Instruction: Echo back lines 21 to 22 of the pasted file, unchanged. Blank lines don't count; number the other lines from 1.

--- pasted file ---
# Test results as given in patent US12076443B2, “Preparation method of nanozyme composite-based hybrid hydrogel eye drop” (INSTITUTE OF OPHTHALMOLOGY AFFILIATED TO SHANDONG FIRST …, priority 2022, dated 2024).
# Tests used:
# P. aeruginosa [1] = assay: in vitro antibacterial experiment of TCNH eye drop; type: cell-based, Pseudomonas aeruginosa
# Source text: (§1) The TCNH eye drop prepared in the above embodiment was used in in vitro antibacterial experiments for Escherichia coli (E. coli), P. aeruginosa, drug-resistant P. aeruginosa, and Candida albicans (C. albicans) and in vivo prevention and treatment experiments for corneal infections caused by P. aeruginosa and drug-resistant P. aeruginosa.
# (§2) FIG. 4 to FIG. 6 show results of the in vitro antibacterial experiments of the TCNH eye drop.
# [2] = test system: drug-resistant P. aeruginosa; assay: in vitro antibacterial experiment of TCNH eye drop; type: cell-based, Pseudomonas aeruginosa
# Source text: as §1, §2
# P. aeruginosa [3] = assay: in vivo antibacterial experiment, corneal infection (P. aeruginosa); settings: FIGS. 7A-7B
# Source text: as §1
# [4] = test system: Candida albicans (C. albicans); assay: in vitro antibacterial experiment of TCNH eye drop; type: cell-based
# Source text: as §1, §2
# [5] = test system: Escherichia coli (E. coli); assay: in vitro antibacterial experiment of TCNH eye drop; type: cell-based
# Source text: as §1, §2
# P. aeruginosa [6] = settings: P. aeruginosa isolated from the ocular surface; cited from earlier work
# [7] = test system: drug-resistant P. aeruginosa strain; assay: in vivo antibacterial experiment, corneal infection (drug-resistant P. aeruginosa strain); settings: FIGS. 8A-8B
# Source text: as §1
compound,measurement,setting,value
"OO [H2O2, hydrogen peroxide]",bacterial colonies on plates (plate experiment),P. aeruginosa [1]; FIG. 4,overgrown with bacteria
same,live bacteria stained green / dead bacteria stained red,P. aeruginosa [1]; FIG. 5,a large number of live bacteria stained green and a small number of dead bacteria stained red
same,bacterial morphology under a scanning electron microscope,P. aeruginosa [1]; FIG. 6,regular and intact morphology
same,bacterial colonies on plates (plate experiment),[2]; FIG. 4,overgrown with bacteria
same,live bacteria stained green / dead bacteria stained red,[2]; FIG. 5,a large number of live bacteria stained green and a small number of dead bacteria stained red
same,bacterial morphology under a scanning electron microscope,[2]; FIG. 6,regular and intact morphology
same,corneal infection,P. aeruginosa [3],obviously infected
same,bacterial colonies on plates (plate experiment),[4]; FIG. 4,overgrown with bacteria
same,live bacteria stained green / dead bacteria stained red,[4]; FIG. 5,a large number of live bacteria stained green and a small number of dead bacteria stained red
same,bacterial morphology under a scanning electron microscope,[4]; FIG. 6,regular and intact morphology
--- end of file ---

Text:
same,bacterial colonies on plates (plate experiment),[2]; FIG. 4,overgrown with bacteria
same,live bacteria stained green / dead bacteria stained red,[2]; FIG. 5,a large number of live bacteria stained green and a small number of dead bacteria stained red